Tendering is the process by which bids are invited from interested contractors to carry out specific packages of construction work.


It should adopt and observe the key values of fairness, clarity, simplicity and accountability, as well as reinforce the idea that the apportionment of risk to the party best placed to assess and manage it, is fundamental to the success of a project.


Top Ten Tender Tips 


1) First things first, make sure that your company meets the minimum requirements for the opportunity. These will be set out in the bid documents. You don’t want to waste time and resources submitting a bid that is doomed to failure from the beginning!


2) Pass / Fail questions do what they say on the tin… If your answer doesn’t meet the Pass criteria then the client’s assessor is likely to fail your entire submission. Always check through the Pass/Fail questions first to make sure you will pass them before starting work on the rest of the bid.


3) Assume ignorance! Don’t fall into the trap of thinking that the person reading your bid knows anything about your company, even if you are already working with the organisation that you are bidding to work with.

4) Answer all the questions as fully as possible. If you can’t provide all the information then explain why not rather than leaving blanks. Use N/A (not applicable) for the questions that are not relevant to your company.


5) Read the submission instructions carefully and follow them to the letter. Check early on to see what format/s are needed – leave enough time at the end for printing and packaging hard copies. This always takes longer than you think and no amount of willpower can make a printer go quicker.


6) Now is not the time for modesty! Make sure you clearly explain what you do, how you do it and why your company is a good fit for the opportunity. It takes time and care to craft well-written bid responses but remember that this is the only information that the client will be assessing.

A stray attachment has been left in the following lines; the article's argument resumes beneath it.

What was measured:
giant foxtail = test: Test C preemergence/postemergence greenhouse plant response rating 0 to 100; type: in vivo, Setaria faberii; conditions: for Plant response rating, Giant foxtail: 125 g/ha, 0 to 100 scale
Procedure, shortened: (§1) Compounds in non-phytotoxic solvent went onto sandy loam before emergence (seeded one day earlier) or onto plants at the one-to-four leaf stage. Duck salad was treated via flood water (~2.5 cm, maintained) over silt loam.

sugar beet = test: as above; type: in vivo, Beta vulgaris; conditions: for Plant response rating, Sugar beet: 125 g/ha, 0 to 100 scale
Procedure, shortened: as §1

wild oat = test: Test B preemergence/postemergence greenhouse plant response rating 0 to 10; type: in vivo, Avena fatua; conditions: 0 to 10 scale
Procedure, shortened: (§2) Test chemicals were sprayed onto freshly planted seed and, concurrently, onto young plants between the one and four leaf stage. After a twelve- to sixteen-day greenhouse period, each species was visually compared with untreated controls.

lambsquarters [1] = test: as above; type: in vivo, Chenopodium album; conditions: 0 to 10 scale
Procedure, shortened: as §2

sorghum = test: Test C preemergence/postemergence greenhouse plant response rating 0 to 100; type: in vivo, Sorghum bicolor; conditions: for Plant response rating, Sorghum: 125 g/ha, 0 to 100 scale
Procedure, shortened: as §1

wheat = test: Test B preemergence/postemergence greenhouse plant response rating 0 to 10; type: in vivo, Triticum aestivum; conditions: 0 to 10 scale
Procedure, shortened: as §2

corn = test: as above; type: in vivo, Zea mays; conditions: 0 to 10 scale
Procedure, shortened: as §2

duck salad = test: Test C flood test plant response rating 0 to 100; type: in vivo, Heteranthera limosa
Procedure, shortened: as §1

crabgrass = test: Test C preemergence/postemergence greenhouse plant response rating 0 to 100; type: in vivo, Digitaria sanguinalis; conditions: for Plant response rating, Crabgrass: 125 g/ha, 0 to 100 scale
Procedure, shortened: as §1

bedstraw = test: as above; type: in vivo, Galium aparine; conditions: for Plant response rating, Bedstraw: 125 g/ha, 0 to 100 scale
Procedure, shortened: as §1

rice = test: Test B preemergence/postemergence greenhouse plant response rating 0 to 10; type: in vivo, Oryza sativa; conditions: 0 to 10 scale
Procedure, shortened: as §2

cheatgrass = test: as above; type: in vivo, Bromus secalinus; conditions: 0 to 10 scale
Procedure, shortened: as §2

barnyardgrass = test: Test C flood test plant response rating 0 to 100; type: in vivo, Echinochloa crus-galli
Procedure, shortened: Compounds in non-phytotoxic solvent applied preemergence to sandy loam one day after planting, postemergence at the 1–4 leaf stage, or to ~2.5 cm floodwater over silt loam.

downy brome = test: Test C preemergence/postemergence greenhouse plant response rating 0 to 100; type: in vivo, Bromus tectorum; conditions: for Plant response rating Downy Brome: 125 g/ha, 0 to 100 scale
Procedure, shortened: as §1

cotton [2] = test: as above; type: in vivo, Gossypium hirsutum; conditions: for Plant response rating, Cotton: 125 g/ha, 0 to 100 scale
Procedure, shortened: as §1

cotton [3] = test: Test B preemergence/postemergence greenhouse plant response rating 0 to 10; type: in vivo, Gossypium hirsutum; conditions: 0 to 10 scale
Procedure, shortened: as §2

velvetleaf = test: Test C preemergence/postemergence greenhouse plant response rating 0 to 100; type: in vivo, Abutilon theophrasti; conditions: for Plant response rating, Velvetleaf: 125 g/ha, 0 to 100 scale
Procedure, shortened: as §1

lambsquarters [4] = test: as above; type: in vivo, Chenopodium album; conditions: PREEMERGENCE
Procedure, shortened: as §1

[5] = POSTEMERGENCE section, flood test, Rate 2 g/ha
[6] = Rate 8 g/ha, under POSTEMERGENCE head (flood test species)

7) Stay within the word limits. The assessor may well stop reading anything over the word limit. Also try to use the word limits as a rough guide for how long to make your answer. The contracting organisation is looking for a certain level of information, e.g. 100 words is a quick overview whereas a limit of 1000 words means they want a detailed in-depth answer. A good rule of thumb is to aim for a minimum of 80% of the word count.


8) Give substance to your answers. Back up what you have said with evidence statistics, quotes from clients, awards and accreditations all add credibility to your bid.


9) Use diagrams and photographs to illustrate your bid. A picture tells a thousand words… and often don’t count towards a word limit! A well-presented bid that makes good use of graphics will give a great first impression and will be easier to read.


10) Last but definitely not least – read, review and proofread your bid. Use the client’s evaluation criteria (from the bid documentation) to mark the bid from their perspective. It can be helpful to get someone else who hasn’t written the bid to review it from an objective viewpoint. Be critical and thorough with this, you want to make sure you’ve said what you think you have.


Bids and tenders really aren’t that complicated, you just need to read the documents carefully and tell the client about your business.



Procurement in a business context is the art, skill or occupation of buying goods and services. The process includes the preparation and processing of a demand as well as the end receipt and approval of payment

Exercise  8.1  

ELearning from the Supply Chain Schools

This excellent resource from the Supply Chain School leads to a brief end test and certification,  please complete the course and add your certificate HERE


Also add details of this course to your IOR CPD Record.